The Southwest Colorado Livestock Association presented the Cowbelle and Stockman of the year awards Saturday evening at the Montezuma County Fairgrounds indoor arena. The winners were LaVonne Heaton and Tim Lanier.
The annual steak dinner and award presentations followed a morning of reports from Montezuma County commissioners and other local, state and national government officials who handle land and wildlife issues. The afternoon consisted of a potluck luncheon and business meetings.
Shortly before dinner,the Southwestern Cowbelles raffled their annual brand quilt. There were also live auctions for items ranging from a bottle of whiskey to a Navajo rug.
LaVonne Heaton was named the 2021 Cowbelle of the Year. Born in Cortez, Heaton’s family moved south of the city when she was in the third grade to raise hay and run a dairy farm. After her education in Cortez, Wheaton went on to beauty school in Sante Fe, New Mexico, according to her bio.
She met and married her husband, Al, in 1974, and the couple made their home in Dove Creek. Al ran a custom combining service, cutting wheat from Central Oklahoma, through the Texas Panhandle, on to east Colorado and back home to Southwest Colorado. LaVonne cooked lunch for the crew and was a truck driver herself, hauling wheat or beans from the fields.
After awhile, the couple no longer desired life on the road and decided to raise a family. The Heatons now have six children and eight grandchildren.
When the opportunity to put together a cattle ranch came up, they seized it. The Heatons owned and operated the East Pines Ranch for the next 30 years. LaVonne helped in working the cattle, calving, branding, weaning and shipping. She was also the chief cook and bottle washer as the couple moved into agricultural tourism, welcoming guests to the ranch and educating them on the beef industry.
“Being a rancher’s wife requires wearing many hats,” Heaton was quoted as saying.
She even found time to cook for the school lunch programs, grow a large vegetable garden and raise a flower garden every year.
Heaton is a longtime member of the Southwestern Cowbelles, having held the office of treasurer for two years.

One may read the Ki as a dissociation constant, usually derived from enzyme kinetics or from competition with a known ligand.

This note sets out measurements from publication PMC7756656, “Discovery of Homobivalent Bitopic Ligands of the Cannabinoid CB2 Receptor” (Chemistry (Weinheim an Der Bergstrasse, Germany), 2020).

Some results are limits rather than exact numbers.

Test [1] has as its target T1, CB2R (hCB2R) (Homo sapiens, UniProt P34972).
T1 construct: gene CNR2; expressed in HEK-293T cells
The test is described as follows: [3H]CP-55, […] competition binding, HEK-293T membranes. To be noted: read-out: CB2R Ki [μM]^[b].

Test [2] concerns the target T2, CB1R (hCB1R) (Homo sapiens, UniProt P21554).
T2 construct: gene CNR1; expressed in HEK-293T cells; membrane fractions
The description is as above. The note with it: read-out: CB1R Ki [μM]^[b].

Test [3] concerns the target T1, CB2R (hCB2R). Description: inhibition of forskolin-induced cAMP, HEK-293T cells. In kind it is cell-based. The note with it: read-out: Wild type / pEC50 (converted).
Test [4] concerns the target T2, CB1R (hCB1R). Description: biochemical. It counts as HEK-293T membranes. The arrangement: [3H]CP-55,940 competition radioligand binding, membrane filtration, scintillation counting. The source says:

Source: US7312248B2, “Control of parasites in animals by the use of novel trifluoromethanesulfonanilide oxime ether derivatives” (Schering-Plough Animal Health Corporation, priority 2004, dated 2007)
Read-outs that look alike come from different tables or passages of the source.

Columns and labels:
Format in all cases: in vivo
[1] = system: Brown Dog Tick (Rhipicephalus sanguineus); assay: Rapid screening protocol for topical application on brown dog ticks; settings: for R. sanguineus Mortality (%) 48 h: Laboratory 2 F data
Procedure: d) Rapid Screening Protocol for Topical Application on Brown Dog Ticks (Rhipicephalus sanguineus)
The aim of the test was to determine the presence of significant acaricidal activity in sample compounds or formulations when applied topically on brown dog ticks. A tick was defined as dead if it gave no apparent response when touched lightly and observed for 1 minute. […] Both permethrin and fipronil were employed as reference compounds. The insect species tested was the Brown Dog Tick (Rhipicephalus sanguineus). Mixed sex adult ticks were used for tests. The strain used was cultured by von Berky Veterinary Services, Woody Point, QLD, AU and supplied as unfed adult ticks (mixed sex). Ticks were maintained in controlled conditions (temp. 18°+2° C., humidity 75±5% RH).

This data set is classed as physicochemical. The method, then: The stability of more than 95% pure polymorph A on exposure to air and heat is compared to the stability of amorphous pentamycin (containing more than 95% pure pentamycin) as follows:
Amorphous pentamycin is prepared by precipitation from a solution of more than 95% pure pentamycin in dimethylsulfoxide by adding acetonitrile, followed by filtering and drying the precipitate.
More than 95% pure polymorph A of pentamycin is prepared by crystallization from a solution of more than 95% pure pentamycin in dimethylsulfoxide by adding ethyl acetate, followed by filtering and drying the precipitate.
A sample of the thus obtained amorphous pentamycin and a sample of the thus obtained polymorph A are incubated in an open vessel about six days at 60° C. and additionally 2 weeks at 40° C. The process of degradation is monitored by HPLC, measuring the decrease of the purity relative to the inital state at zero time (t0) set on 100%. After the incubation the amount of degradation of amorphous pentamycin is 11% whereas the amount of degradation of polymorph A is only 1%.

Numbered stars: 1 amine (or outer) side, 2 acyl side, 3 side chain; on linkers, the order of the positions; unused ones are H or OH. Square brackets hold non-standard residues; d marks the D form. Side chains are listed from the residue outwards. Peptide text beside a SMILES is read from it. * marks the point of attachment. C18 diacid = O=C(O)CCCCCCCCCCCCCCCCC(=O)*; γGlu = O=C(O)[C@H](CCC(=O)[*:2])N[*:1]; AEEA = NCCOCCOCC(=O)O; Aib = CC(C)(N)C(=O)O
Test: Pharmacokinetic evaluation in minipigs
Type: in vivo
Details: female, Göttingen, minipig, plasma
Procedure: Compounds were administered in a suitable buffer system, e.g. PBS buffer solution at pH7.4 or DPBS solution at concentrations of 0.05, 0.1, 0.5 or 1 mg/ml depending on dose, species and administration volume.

“I really didn’t expect this,” Heaton said Saturday night. “I’m very proud to be a Cowbelle.”
Stockman of the YearTim Lanier was announced 2021 Stockman of the Year.
According to his bio, Tim Lanier was born in Germany in 1956, while his father was in the service. While still a baby, the family returned their farm in Pleasant View, which his grandfather homesteaded in 1917. They mostly grew pinto beans and cleared more land to farm. A young Tim pushed his small blue wheelbarrow, already trying to help as his father and grandfather built the barn.
Lanier attended Pleasant View Elementary School. In middle school, he enjoyed sports and played the trombone in the band. In high school, Lanier joined the rodeo club, wanting to travel the rodeo circuit, ride bulls and wrestle steers. In summer, Lanier would sometimes sneak out of the house with his cousins and ride cows in the corral after dark.
After graduating high school, he worked on the family farm before embarking on a two-year mission to Louisville, Kentucky, for The Church of Jesus Christ of Latter-day Saints. After his mission, Lanier attended Ricks College in Idaho, earning an associate degree in farm crops management. It wasn’t long before he bought farmland and a herd of cattle.
He met his future wife in college, and the couple got married in July 1978. They now have five children and 20 grandchildren.
Lanier’s first herd of cattle were Salers, which he had for several years. He has enjoyed going to the National Western Stock Show for many years.
Lanier’s been active in the community as well. For years, he was an EMT for the Pleasant View Fire Department. He served on the Montezuma-Cortez Board of Education for 12 years, four of them as president. For the past 30 years, Lanier has been on the Farmers Telephone Co. board of directors. He currently serves as president.
He was a bishop in The Church of Jesus Christ of Latter-day Saints for six years.
In 2017, Lanier received news that he had Stage 4 prostate cancer that had metastasized to his bones. He had surgery to put a metal rod in his leg was able to return to work. He has undergone radiation and chemotherapy.
Upon receiving the honor Saturday night, Lanier was humble.
“I have a great love for the people of this area,” Lanier said. “I wouldn’t want to live anywhere else.”
The crowd was treated to music from The Vanishing Breed to finish the evening.